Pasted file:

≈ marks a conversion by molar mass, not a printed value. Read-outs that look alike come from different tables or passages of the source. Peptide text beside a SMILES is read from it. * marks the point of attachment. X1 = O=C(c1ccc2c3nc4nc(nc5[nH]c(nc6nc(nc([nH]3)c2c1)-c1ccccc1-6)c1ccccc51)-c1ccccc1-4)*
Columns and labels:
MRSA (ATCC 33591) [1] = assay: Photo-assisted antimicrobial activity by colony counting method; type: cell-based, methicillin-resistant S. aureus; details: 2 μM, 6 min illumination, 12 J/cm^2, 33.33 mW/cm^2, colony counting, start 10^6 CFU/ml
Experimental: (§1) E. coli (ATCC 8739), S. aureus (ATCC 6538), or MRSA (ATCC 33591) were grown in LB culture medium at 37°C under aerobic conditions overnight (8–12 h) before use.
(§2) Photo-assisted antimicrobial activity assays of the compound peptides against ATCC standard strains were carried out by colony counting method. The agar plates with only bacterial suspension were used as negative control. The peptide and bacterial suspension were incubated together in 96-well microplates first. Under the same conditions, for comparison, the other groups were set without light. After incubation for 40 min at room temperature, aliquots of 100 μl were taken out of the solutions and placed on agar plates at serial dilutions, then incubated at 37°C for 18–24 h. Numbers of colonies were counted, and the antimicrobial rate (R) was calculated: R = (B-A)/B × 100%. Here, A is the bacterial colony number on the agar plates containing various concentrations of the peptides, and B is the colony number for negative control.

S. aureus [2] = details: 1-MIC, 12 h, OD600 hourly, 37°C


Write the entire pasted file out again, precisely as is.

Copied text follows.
≈ marks a conversion by molar mass, not a printed value. Read-outs that look alike come from different tables or passages of the source. Peptide text beside a SMILES is read from it. * marks the point of attachment. X1 = O=C(c1ccc2c3nc4nc(nc5[nH]c(nc6nc(nc([nH]3)c2c1)-c1ccccc1-6)c1ccccc51)-c1ccccc1-4)*
Columns and labels:
MRSA (ATCC 33591) [1] = assay: Photo-assisted antimicrobial activity by colony counting method; type: cell-based, methicillin-resistant S. aureus; details: 2 μM, 6 min illumination, 12 J/cm^2, 33.33 mW/cm^2, colony counting, start 10^6 CFU/ml
Experimental: (§1) E. coli (ATCC 8739), S. aureus (ATCC 6538), or MRSA (ATCC 33591) were grown in LB culture medium at 37°C under aerobic conditions overnight (8–12 h) before use.
(§2) Photo-assisted antimicrobial activity assays of the compound peptides against ATCC standard strains were carried out by colony counting method. The agar plates with only bacterial suspension were used as negative control. The peptide and bacterial suspension were incubated together in 96-well microplates first. Under the same conditions, for comparison, the other groups were set without light. After incubation for 40 min at room temperature, aliquots of 100 μl were taken out of the solutions and placed on agar plates at serial dilutions, then incubated at 37°C for 18–24 h. Numbers of colonies were counted, and the antimicrobial rate (R) was calculated: R = (B-A)/B × 100%. Here, A is the bacterial colony number on the agar plates containing various concentrations of the peptides, and B is the colony number for negative control.

S. aureus [2] = details: 1-MIC, 12 h, OD600 hourly, 37°C